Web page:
Over the holidays I worked my way through a few books. Most were trashy fiction but I did run across The Coming Population Crash while wandering the shelves of my local library. The crux of Fred Pearce’s book is that birth rates have dropped significantly and, in developing countries, are frequently below the replacement rate. He predicts a global population plateau just below 8 billion and a population drop to 5 billion by 2100.
Pearce canvasses a number of issues in the book, including evaluating the uncharitable assumptions of Malthus about the poor (of which we continue to see echoes in right-wing policy). Some reviewers have called him overly optimistic—I was certainly struck by his optimism (a nice change!)—a bit light on analysis and prediction. There are two implications in the book for labour policy and human resource management.
The first is that, in developed countries where the cost of social reproduction is mostly borne by women (i.e., women face a choice between having children and having a career), women are increasingly opting to have a career. This creates the conditions for (and in some cases the fact of) a population crash. By contrast, in countries with social policy that supports women, women choose to have children.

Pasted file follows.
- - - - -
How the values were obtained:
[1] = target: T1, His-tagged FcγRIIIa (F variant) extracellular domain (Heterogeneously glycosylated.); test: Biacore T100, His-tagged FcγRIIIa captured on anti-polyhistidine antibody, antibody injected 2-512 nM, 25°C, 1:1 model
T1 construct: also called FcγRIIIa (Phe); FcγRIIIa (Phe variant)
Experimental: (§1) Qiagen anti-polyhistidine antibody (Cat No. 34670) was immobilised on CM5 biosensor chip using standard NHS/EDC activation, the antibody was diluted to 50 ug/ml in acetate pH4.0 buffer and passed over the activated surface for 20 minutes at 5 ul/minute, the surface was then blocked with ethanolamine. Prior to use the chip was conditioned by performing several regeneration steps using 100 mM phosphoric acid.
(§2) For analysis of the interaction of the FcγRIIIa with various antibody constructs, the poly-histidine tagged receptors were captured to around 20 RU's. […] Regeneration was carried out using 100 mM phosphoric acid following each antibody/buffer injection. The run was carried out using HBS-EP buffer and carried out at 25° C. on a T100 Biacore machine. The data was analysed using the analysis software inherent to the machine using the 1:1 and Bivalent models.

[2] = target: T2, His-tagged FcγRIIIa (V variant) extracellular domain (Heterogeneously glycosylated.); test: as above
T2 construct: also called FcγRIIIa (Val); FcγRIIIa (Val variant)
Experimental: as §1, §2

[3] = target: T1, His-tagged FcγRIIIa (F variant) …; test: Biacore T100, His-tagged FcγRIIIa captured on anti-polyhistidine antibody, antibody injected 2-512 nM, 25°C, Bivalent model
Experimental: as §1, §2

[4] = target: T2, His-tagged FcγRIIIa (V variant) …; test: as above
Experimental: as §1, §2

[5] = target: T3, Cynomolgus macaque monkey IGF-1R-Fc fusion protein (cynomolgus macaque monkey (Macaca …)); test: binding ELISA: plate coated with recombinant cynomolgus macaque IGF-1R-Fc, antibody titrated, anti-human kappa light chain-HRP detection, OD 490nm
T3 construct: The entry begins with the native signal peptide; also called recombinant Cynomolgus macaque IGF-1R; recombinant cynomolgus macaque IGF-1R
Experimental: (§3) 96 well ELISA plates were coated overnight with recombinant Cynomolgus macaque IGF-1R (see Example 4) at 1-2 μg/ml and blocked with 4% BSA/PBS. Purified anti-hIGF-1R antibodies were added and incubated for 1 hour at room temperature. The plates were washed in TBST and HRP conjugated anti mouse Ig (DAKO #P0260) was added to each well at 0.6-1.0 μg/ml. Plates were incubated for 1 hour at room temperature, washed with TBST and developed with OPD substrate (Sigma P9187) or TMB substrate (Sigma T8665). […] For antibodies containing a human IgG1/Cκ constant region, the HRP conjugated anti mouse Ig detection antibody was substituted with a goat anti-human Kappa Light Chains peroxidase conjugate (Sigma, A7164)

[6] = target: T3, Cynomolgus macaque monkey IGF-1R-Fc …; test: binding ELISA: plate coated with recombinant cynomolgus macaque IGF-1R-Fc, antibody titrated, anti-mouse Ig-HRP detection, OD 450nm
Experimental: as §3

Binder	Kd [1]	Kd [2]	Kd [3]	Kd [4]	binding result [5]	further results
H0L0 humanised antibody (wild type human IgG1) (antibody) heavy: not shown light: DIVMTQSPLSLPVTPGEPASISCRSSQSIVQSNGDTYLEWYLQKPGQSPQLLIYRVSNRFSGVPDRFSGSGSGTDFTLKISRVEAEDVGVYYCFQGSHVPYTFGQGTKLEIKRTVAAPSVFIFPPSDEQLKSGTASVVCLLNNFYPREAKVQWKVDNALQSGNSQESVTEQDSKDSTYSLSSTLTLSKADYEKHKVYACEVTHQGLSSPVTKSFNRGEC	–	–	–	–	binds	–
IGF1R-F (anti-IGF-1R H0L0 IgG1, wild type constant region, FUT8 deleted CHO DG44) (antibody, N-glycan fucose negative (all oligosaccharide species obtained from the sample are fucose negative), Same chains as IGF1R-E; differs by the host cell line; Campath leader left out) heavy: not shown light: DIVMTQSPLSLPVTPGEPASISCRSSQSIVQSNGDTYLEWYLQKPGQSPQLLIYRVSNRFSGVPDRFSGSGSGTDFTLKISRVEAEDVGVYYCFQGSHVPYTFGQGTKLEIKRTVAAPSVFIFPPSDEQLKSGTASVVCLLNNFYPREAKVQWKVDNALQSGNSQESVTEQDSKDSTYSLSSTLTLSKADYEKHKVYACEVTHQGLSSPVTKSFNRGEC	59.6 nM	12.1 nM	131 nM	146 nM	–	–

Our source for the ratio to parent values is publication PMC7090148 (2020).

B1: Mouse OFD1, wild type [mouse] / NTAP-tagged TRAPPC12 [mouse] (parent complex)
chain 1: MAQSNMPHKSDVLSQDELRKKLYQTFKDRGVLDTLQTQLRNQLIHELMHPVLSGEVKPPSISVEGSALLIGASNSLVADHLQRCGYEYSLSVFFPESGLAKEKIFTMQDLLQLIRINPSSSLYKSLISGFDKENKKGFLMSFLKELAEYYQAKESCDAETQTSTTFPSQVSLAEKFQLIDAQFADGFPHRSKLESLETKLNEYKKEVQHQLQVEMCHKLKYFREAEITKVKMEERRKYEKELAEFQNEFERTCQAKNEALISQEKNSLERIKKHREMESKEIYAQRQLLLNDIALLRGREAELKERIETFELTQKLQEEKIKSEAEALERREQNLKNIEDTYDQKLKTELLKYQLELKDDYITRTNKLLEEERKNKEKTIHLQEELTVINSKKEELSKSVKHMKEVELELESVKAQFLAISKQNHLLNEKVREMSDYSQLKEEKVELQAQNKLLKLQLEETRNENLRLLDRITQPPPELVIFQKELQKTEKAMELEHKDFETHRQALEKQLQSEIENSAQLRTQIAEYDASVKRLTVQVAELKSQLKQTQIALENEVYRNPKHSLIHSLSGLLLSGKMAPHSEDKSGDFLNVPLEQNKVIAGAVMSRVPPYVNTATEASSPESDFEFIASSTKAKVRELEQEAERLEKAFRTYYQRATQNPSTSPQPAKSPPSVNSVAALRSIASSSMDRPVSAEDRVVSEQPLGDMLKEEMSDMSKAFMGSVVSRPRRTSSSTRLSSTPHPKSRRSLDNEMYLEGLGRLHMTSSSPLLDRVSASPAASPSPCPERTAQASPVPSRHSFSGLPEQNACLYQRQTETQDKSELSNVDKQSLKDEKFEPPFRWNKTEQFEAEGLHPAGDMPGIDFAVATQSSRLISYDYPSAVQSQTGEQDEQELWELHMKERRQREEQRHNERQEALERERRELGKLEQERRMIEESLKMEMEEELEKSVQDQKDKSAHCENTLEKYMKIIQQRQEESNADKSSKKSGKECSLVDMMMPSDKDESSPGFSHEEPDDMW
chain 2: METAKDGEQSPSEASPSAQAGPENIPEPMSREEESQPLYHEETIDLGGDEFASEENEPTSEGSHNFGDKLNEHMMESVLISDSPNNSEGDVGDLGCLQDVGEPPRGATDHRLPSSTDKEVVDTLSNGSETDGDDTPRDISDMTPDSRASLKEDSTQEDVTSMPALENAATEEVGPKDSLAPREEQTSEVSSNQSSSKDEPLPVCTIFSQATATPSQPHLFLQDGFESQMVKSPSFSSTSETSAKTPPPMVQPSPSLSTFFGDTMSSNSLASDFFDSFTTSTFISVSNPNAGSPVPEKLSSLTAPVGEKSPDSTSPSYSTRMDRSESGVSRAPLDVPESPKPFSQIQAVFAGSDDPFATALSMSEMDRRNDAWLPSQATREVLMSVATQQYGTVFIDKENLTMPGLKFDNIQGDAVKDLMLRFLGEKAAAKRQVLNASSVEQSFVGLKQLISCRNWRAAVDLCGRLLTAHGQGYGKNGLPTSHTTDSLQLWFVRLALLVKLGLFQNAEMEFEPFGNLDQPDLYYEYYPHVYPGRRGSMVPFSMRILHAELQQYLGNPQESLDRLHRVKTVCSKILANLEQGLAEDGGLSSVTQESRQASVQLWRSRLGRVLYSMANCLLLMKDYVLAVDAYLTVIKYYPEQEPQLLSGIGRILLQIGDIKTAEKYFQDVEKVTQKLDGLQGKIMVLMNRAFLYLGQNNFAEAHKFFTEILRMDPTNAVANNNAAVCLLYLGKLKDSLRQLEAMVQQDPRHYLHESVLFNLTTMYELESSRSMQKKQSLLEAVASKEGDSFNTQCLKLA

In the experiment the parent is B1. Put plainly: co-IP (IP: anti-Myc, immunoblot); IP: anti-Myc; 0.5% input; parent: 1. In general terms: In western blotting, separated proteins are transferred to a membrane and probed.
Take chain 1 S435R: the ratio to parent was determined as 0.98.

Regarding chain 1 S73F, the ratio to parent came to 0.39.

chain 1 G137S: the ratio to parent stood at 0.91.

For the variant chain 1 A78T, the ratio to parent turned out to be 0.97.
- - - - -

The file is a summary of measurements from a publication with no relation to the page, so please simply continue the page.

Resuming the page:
Australia is an interesting example. Unsupportive social policy over the past 30 years (which an analysis of generational effects suggests were unnecessary ) now faces a significant baby deficit, which has ripple on effects for the future labour force and the tax base. How a country that is relatively xenophobic towards immigrants (at least non-Anglo immigrants) will cope with that is an open question.
This leads to the second implication: developing countries will increasingly rely upon immigration (or, in cases like Alberta, perhaps migration) in order to maintain their workforce and population. Pearce provides an accessible but nuanced consideration of migration at the macro-level, attempting to dispel uncharitable assumptions about migrants and migration (shades of Malthus!). Overall, a pleasant read and reasonable introduction to the inter-relationships between birth rates, public policy, the environment and migration.
-- Bob Barnetson